- U.S. retailer Meijer has filed a class action lawsuit against India's Ranbaxy, recently purchased by Sun Pharma, in district court in MA. Ranbaxy is accused of large-scale deception on its generic drug applications.
- Over the years, Ranbaxy has been accused of continually lying to the FDA about the compliance status of its manufacturing plants.
- Although Ranbaxy was not completely honest on its submission applications for generic drugs when applying to the U.S. FDA, the company was able to gain approvals along with the six-month period of exclusivity that comes with those approvals. This effectively shut other companies out of the market and set up a situation in which customers were forced to overpay by buying brand-name drugs, since the generics were not yet available.
As defendants in this lawsuit, Ranbaxy and Sun Pharma, which recently completed a $3.2 billion deal to buy the company, are in familiar territory. In 2013, Ranbaxy faced civil and criminal fines of $500 million in a settlement with the U.S. related to claims that it sold substandard drugs and also made false statements to the FDA about its adherence to quality-control standards at its manufacturing plants.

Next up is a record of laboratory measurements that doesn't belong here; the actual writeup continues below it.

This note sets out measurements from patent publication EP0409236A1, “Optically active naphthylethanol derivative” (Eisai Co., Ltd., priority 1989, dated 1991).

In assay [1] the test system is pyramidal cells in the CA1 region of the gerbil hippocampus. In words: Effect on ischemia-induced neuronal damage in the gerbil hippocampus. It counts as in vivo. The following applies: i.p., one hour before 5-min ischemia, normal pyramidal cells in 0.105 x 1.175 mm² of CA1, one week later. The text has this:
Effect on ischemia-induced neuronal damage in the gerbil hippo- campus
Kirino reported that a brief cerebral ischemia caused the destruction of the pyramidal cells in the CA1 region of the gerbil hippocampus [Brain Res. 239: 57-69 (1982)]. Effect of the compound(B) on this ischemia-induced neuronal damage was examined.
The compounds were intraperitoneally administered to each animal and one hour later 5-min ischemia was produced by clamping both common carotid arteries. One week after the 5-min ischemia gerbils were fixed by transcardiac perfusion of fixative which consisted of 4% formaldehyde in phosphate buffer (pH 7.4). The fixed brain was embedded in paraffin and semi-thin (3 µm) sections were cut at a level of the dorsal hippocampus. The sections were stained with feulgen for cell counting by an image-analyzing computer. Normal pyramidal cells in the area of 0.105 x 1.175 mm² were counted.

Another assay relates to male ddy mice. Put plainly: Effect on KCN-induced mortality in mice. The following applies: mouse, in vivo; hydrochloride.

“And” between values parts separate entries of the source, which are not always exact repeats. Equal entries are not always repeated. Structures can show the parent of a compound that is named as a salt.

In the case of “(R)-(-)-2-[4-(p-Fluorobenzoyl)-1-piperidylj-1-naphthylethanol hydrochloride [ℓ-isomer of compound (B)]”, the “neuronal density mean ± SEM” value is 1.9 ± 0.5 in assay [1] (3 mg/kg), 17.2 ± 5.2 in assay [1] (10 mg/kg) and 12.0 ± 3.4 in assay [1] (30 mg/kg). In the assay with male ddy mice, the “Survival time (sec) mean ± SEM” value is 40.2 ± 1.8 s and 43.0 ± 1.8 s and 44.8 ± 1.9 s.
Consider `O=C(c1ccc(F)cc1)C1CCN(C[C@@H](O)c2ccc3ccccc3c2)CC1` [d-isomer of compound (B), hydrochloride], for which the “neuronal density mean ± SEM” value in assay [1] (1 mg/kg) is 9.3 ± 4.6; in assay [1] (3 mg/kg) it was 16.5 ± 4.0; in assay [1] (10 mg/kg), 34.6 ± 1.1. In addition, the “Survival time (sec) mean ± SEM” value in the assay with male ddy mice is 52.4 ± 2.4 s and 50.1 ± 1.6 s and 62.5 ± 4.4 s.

In addition, Ranbaxy has been subjected to wider scrutiny and oversight from the FDA, which has resulted in a U.S. import ban on all Ranbaxy drugs. Also, in November 2014, the FDA stripped Ranbaxy of a tentative approval of generic Valcyte, dating back to 2008.
There are several problems here. One is that the problem of lack of compliance with FDA guidance and gaps in protocol have led to a point where huge import bans make it difficult to buy generics from pharma companies in India—and India is the largest supplier of generic drugs to the U.S. In fact, at least 40% of all generics in the U.S. are from India.
In the Meijer case, the plaintiff is seeking damages and monetary relief on behalf of all direct purchasers of drugs in cases where cheaper generics were not able to be introduced due to Ranbaxy securing the approvals under allegedly dubious premises.